Mauricio Pochettino has led Tottenham Hotspur to a Champions League final, their first in Europe since 1984’s UEFA Cup win against Anderlecht. Despite all the excitement, the boss certainly has a selection headache ahead of the clash in Madrid with the pair of Harry’s – Winks and Kane – expected to be fit for the tie and Lucas Moura showing his best form in recent weeks.
Spurs’ season was on a knife edge against Ajax.
When at 2-2, (3-2 on aggregate) the campaign was looking like withering into another trophyless venture.
On 90+6 minutes though, Brazilian magician Lucas completed his hat-trick to send the North Londoners into the final to face Premier League runners up Liverpool.
The likes of Fernando Llorente and Dele Alli were vital to finding that winning goal, but it was the instinct and run of Lucas before his wonderful left-footed finish that clinched the side their place in Madrid on 1 June.
Tottenham have traditionally favoured a particular attacking approach under Pochettino. The use of a dynamic front four in Christian Eriksen, Alli, Kane and Heung-Min Son has given Spurs a brilliant dynamism and flexibility going forward. In recent weeks though, Lucas Moura has stepped up in the absence of key personnel, giving Pochettino a serious selection headache ahead of the final.
The Merseysiders have been better than Spurs this season, but that doesn’t mean the North Londoners can’t pose Liverpool serious problems if set up tactically well. An immediate adjustment that could work wonders is an alternating from the typical 4-2-3-1 formation to a 4-3-3, ensuring both Son and Lucas start; this will do two things.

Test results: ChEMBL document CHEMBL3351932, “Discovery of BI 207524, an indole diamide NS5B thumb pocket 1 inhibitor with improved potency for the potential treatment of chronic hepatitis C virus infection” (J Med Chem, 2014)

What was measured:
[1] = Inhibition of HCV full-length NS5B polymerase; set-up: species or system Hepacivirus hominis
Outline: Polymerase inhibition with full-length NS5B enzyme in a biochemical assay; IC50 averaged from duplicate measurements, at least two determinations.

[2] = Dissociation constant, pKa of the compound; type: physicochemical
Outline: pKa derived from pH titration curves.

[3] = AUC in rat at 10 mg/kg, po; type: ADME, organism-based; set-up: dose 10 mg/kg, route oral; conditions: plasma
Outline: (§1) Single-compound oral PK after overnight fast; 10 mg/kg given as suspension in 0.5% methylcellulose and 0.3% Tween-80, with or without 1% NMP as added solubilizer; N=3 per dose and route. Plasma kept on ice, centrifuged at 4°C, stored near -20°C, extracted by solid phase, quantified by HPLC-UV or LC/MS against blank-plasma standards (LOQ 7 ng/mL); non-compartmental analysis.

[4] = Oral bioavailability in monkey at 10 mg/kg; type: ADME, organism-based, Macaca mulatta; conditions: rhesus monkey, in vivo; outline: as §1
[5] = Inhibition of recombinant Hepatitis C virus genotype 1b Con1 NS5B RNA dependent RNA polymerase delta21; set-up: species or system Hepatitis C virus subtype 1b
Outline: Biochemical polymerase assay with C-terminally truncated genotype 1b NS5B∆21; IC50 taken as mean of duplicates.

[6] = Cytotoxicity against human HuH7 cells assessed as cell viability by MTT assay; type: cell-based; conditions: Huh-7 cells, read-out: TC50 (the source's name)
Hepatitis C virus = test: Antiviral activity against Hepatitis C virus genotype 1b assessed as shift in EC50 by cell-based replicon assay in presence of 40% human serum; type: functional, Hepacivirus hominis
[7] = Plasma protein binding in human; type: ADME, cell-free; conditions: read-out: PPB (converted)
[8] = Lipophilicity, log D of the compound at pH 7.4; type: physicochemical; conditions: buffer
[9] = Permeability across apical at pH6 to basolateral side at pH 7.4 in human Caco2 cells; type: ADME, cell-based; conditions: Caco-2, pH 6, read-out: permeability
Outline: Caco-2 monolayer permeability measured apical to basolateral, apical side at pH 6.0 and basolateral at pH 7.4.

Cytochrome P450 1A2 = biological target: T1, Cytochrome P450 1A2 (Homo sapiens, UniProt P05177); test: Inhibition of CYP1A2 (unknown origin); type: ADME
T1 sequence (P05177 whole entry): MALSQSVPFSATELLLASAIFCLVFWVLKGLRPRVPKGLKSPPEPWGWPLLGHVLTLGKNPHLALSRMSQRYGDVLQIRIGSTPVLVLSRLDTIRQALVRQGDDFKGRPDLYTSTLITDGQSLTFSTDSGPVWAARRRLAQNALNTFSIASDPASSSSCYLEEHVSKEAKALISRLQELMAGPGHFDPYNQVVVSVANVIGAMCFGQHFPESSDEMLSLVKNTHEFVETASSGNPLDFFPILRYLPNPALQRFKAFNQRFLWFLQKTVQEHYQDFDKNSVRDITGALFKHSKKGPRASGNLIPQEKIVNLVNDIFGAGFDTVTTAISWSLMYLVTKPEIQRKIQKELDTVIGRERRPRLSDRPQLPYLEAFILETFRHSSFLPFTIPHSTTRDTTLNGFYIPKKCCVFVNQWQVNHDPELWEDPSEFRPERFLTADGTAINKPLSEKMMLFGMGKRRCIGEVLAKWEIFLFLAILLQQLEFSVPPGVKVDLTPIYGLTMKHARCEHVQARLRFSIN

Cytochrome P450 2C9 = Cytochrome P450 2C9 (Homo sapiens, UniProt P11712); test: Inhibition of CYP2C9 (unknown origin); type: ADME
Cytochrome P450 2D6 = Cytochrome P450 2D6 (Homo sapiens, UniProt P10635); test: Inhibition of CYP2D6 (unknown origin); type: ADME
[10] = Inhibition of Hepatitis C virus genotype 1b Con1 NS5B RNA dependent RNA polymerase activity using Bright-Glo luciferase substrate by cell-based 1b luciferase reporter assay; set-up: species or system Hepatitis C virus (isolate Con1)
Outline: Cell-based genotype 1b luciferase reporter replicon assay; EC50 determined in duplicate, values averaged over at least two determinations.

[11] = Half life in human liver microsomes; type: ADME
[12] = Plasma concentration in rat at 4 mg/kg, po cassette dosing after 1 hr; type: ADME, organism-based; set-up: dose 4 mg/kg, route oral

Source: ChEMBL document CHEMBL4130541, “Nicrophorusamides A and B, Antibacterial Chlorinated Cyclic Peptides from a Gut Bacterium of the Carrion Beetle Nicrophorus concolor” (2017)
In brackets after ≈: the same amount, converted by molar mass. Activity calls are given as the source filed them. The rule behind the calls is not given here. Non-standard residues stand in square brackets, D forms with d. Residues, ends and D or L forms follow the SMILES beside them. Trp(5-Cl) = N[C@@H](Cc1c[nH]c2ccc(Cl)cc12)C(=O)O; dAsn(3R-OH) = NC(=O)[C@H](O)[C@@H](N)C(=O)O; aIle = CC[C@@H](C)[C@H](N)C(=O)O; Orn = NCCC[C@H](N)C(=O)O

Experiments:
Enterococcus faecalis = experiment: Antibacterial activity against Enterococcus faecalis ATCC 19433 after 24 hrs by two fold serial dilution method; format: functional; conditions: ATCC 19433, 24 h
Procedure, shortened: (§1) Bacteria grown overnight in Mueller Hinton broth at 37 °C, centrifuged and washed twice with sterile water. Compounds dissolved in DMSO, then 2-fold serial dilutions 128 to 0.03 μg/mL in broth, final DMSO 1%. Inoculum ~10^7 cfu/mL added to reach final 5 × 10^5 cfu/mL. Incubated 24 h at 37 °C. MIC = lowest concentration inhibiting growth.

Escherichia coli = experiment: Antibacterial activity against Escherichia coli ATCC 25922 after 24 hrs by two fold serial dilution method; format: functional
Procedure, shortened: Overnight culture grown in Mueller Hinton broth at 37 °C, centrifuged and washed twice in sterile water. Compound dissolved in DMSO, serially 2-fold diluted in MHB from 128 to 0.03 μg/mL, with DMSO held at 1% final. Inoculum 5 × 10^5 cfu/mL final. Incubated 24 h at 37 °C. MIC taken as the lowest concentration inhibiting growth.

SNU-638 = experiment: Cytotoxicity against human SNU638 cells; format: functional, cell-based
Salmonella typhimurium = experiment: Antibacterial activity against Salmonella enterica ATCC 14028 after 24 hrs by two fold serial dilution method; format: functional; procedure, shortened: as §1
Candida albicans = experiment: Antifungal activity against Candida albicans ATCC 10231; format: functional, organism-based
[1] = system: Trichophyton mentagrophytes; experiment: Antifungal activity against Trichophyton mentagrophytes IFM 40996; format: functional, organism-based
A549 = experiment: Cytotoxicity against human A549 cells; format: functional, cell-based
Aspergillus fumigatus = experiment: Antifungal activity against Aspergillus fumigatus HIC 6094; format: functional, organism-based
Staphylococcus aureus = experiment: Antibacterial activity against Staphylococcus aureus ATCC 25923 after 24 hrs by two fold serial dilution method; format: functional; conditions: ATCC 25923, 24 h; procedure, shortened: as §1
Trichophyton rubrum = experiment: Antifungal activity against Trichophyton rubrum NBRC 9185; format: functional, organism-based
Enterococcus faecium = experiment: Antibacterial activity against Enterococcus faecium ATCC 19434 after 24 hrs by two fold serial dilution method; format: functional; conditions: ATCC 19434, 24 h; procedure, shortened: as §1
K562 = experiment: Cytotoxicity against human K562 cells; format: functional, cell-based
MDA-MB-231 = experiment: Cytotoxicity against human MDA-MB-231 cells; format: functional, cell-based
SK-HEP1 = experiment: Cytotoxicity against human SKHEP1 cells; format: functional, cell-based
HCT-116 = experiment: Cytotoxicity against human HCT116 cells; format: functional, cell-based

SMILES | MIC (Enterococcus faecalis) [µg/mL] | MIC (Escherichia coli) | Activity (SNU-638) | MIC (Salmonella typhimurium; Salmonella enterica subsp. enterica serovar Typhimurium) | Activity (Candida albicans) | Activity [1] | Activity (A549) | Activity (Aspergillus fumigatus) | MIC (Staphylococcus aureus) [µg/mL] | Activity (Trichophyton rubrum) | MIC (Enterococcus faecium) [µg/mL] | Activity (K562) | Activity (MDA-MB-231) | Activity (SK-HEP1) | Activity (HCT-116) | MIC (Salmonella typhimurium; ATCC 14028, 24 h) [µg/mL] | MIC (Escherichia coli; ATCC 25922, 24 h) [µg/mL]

Firstly, the Reds’ midfield will be coming up against a rigid trio who can look to match the energy and drive of Klopp’s men. But the second and most important change in this system is that the wingers will challenge Liverpool’s marauding and creative full-backs to show intelligence and caution when getting forward to attack, and the wide-men can do this whilst ensuring they don’t leave their own midfielders overly exposed either.
Trent Alexander-Arnold and Andrew Robertson have been key figures in attacking areas for their club, registering 12 and 11 assists each respectively. There’s no doubt they’ll be far more conscious of the space they’re leaving exposed if Son and Lucas are starting high and wide up the pitch. It can’t be underestimated how important it is that Spurs discourage the Liverpool press. The Reds have been far more pragmatic than in recent seasons, but they’ll still want to take the game to their opponents and look to assert their dominance.
If Kane and co. can weather the storm when it comes, they’ll find plenty of space in behind to threaten. The beauty of this is that even if Liverpool recognise the threat, the only way to null it is by encouraging their full-backs to be less expressive and sit deeper, which really eats into Klopp’s main attacking threat.
Adopting this tactic will mean Pochettino going against some of his typical footballing principles, but it could reap huge rewards.